Tuesday, November 10, 2009

The Essential Benefits Package--An Employer Model

The Affordable Health Care for America Act, H.R. 3962, which the House approved by a narrow margin on Saturday, Nov. 7, eventually requires employer-sponsored health insurance plans to provide, at a minimum, a certain essential benefits package. Abortion services definitely will not be a part of this package, as yesterday’s post indicates. And, since the essential benefits package would be based on the benefits typically covered by employer-sponsored health insurance, it appears that employers need not worry about major adverse effects of this particular health reform bill.

A new Health Benefits Advisory Committee (HBAC), including employer members, would determine the benefits to be covered in the essential benefits package, be “equivalent in its scope of benefits, as certified by Office of the Actuary of the Centers for Medicare & Medicaid Services, to the average prevailing employer-sponsored coverage in Y1.” To that end, the Department of Labor would conduct a survey of employer-sponsored coverage to determine the benefits typically covered and report results to the HBAC and to the Department of Health and Human Services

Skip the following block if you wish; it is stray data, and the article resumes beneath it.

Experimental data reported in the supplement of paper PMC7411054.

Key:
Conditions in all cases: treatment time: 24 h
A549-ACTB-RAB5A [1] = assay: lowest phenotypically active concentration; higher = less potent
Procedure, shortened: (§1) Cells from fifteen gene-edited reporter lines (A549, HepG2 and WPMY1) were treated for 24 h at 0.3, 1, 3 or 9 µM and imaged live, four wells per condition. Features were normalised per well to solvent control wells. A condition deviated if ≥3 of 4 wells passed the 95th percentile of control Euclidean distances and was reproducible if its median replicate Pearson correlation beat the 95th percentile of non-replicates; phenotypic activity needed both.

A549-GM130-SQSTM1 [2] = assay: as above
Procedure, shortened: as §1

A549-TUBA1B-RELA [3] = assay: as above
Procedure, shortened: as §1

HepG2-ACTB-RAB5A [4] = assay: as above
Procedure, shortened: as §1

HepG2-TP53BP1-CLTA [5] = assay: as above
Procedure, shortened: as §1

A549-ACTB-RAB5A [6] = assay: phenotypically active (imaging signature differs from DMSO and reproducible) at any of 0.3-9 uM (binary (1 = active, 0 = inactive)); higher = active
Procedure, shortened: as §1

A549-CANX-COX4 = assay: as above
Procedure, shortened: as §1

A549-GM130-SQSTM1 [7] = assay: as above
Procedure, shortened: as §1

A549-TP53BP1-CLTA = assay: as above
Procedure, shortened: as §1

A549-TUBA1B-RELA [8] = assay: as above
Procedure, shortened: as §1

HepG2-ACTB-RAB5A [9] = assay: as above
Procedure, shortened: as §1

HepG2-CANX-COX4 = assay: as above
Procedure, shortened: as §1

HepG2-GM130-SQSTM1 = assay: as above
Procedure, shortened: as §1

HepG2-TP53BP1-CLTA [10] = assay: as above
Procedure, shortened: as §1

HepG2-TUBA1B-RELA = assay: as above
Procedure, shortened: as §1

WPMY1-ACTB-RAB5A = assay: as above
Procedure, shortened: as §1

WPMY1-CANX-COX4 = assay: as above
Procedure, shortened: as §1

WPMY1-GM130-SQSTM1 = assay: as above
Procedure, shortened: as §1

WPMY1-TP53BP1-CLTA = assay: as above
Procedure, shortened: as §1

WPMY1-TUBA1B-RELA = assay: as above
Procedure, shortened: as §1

The minimum services to be covered are those typically covered by employer-sponsored plans: hospitalization, outpatient hospital services, medical services and related supplies, prescription drugs, behavioral health, and so on. Recommended preventive services, including immunizations and well-baby and well-child care must be covered at no cost to the insured. Currently, most employer-sponsored plans require some cost sharing for preventive care services. .

The cost-sharing under the essential benefits package must be designed to provide a level of benefits that is actuarially equivalent to approximately 70% of the full actuarial value of the benefits provided under the reference benefits package with no cost-sharing.

Unlike today, annual and lifetime limits would be prohibited and the network of providers required to be “adequate,” whatever that means.

If current reported experience is any indication (see our earlier post on a related subject), an essential benefits package in health reform that mirrors typical employer-sponsored health insurance will require insureds to pay ever increasing premiums for continually costlier benefits.


Post a Comment